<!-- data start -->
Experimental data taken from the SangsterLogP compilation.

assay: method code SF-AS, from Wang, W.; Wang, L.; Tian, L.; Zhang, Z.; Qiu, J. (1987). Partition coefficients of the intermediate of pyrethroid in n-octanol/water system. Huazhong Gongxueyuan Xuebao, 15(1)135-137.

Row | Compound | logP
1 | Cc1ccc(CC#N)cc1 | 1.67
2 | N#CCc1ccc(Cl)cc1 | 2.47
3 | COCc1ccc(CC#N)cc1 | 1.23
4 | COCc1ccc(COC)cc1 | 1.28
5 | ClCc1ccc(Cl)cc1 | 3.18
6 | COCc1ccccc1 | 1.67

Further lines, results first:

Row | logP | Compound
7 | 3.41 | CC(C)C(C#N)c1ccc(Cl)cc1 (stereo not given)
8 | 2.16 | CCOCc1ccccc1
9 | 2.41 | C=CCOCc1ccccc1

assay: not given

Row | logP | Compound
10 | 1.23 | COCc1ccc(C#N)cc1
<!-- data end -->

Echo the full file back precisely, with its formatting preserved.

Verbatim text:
Experimental data taken from the SangsterLogP compilation.

assay: method code SF-AS, from Wang, W.; Wang, L.; Tian, L.; Zhang, Z.; Qiu, J. (1987). Partition coefficients of the intermediate of pyrethroid in n-octanol/water system. Huazhong Gongxueyuan Xuebao, 15(1)135-137.

Row | Compound | logP
1 | Cc1ccc(CC#N)cc1 | 1.67
2 | N#CCc1ccc(Cl)cc1 | 2.47
3 | COCc1ccc(CC#N)cc1 | 1.23
4 | COCc1ccc(COC)cc1 | 1.28
5 | ClCc1ccc(Cl)cc1 | 3.18
6 | COCc1ccccc1 | 1.67

Further lines, results first:

Row | logP | Compound
7 | 3.41 | CC(C)C(C#N)c1ccc(Cl)cc1 (stereo not given)
8 | 2.16 | CCOCc1ccccc1
9 | 2.41 | C=CCOCc1ccccc1

assay: not given

Row | logP | Compound
10 | 1.23 | COCc1ccc(C#N)cc1